Defining the Enterprise Cloud Service – Part 5: Singular Focus on the Customer

Last week, I posted the fourth installment in a six-part blog series about what it takes to have an enterprise-ready cloud service and the three characteristics (security, reliability and trust) that differentiate an enterprise cloud service from a typical consumer cloud service. In this series, I’ve discussed five aspects to look at when evaluating a cloud service for those characteristics. They are:

  • Development for the enterprise
  • Endless 9s reliability
  • Benchmarked and audited service
  • Strong encryption throughout
  • Singular focus on the customer

In this post, I’ll discuss the “singular focus on the customer.” This component is necessary to truly have an enterprise cloud. Think back to Mat Honan’s personal identity hack: part of the attack surface included Apple’s and Amazon’s customer support mechanisms that were in place on Mat’s accounts — which isn’t surprising.

While Apple and Amazon have fixed the particular attack vector that was used on Mat, the sophistication of social engineering attacks is increasing. In a consumer cloud environment, the sheer number of users requires a minimalist approach to automating the support interface because users need to be able to easily manage their account profiles, reset passwords, etc. — all without having a support rep at the other end of the line.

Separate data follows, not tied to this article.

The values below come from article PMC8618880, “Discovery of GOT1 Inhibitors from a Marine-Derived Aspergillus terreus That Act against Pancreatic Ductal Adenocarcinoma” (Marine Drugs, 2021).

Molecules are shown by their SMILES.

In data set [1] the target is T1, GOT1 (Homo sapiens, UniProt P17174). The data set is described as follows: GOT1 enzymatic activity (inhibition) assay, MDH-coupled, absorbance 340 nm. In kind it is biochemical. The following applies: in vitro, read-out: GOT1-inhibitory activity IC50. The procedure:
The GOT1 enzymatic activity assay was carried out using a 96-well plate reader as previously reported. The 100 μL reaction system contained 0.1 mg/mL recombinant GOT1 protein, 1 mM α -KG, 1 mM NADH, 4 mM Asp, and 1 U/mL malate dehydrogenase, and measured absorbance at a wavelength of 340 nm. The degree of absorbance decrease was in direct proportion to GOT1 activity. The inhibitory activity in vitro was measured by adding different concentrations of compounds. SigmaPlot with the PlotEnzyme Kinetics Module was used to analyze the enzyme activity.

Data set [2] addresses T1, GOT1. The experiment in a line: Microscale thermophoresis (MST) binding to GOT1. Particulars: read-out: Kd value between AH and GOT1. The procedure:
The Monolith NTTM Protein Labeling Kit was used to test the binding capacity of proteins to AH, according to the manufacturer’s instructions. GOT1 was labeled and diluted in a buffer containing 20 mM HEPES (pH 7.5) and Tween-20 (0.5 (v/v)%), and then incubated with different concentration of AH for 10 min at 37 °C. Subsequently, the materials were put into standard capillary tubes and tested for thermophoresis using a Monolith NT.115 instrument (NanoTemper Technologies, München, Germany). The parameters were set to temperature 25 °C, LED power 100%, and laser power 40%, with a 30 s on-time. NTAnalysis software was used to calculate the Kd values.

Enterprise-grade cloud service vendors, however, must take the opposite approach to customer support. Workday provides key HR functionality; Box provides a virtual file share location; ServiceNow automates enterprise IT. These cloud services are adding critical virtual infrastructure to the enterprise without requiring companies to hire people to build and support those services.

CIOs at a Fortune 100 company simply won’t accept the type of automated customer support typical among cloud service vendors that requires answers to numerous questions, the last four digits of a social security number and navigation of a CAPTCHA interface, only to make them wait 20 minutes until the next customer service representative becomes available. Enterprise cloud services adding virtual infrastructure or services to an enterprise must be ready to support this extension of IT, as well.

Here at Okta, we dedicate a very large part of our organizational resources to customer service. It’s not only in the number of resources in the Customer Success group led by Arun Shrestha, but in how customer service and support is systemic to all facets of our company. This high-touch service and support starts before our customers even go live, and developers and the executive team get involved. This makes sense for any enterprise cloud service that supports large enterprise. You live or die by how successful customers become by using your service.

What’s more — and this part hits close to home for me as a CSO — is that when enterprise cloud vendors are able to provide that high-touch, singular focus on their customers’ success, they build in a layer of personal security, the kind that occurs when people on either end of that customer support call actually know one another. In those cases, the customer knows that her problems are a priority for the cloud vendor — and that’s the way it should be.